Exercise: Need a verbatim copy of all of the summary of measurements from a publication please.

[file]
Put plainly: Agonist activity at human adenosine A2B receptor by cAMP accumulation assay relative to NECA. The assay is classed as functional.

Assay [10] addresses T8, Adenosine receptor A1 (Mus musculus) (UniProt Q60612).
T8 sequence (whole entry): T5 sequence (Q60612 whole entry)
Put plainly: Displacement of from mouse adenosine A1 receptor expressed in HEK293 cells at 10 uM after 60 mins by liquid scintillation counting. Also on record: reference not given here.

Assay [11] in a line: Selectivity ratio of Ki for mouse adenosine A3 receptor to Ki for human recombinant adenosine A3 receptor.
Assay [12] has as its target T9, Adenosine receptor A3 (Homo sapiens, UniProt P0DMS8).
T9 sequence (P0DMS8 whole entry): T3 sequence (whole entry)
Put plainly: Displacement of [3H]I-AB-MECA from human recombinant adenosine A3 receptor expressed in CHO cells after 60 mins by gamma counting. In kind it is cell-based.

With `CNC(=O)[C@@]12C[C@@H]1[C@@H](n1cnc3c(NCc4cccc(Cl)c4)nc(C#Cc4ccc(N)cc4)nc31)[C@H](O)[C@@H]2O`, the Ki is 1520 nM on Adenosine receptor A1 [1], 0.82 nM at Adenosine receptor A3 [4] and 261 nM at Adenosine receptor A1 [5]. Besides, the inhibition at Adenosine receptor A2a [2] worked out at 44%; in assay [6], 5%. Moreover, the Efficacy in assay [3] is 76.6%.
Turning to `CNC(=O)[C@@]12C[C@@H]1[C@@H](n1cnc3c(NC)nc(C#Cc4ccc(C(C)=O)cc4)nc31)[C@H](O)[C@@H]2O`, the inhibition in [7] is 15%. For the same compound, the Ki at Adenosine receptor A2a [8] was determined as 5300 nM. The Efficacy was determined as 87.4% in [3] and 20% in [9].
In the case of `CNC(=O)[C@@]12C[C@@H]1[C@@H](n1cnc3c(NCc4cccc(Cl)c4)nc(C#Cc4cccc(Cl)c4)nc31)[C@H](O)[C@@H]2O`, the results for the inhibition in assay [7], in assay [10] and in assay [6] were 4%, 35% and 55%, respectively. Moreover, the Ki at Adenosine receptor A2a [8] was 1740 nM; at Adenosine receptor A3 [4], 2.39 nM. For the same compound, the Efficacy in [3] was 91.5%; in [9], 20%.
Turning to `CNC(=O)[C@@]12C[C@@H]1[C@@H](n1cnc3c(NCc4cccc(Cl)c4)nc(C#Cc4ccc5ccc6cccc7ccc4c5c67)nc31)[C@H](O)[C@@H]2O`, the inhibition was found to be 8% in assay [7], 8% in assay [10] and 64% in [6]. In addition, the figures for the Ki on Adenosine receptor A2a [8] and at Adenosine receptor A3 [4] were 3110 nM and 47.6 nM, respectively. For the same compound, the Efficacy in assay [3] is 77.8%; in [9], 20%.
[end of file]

Put plainly: Agonist activity at human adenosine A2B receptor by cAMP accumulation assay relative to NECA. The assay is classed as functional.

Assay [10] addresses T8, Adenosine receptor A1 (Mus musculus) (UniProt Q60612).
T8 sequence (whole entry): T5 sequence (Q60612 whole entry)
Put plainly: Displacement of from mouse adenosine A1 receptor expressed in HEK293 cells at 10 uM after 60 mins by liquid scintillation counting. Also on record: reference not given here.

Assay [11] in a line: Selectivity ratio of Ki for mouse adenosine A3 receptor to Ki for human recombinant adenosine A3 receptor.
Assay [12] has as its target T9, Adenosine receptor A3 (Homo sapiens, UniProt P0DMS8).
T9 sequence (P0DMS8 whole entry): T3 sequence (whole entry)
Put plainly: Displacement of [3H]I-AB-MECA from human recombinant adenosine A3 receptor expressed in CHO cells after 60 mins by gamma counting. In kind it is cell-based.

With `CNC(=O)[C@@]12C[C@@H]1[C@@H](n1cnc3c(NCc4cccc(Cl)c4)nc(C#Cc4ccc(N)cc4)nc31)[C@H](O)[C@@H]2O`, the Ki is 1520 nM on Adenosine receptor A1 [1], 0.82 nM at Adenosine receptor A3 [4] and 261 nM at Adenosine receptor A1 [5]. Besides, the inhibition at Adenosine receptor A2a [2] worked out at 44%; in assay [6], 5%. Moreover, the Efficacy in assay [3] is 76.6%.
Turning to `CNC(=O)[C@@]12C[C@@H]1[C@@H](n1cnc3c(NC)nc(C#Cc4ccc(C(C)=O)cc4)nc31)[C@H](O)[C@@H]2O`, the inhibition in [7] is 15%. For the same compound, the Ki at Adenosine receptor A2a [8] was determined as 5300 nM. The Efficacy was determined as 87.4% in [3] and 20% in [9].
In the case of `CNC(=O)[C@@]12C[C@@H]1[C@@H](n1cnc3c(NCc4cccc(Cl)c4)nc(C#Cc4cccc(Cl)c4)nc31)[C@H](O)[C@@H]2O`, the results for the inhibition in assay [7], in assay [10] and in assay [6] were 4%, 35% and 55%, respectively. Moreover, the Ki at Adenosine receptor A2a [8] was 1740 nM; at Adenosine receptor A3 [4], 2.39 nM. For the same compound, the Efficacy in [3] was 91.5%; in [9], 20%.
Turning to `CNC(=O)[C@@]12C[C@@H]1[C@@H](n1cnc3c(NCc4cccc(Cl)c4)nc(C#Cc4ccc5ccc6cccc7ccc4c5c67)nc31)[C@H](O)[C@@H]2O`, the inhibition was found to be 8% in assay [7], 8% in assay [10] and 64% in [6]. In addition, the figures for the Ki on Adenosine receptor A2a [8] and at Adenosine receptor A3 [4] were 3110 nM and 47.6 nM, respectively. For the same compound, the Efficacy in assay [3] is 77.8%; in [9], 20%.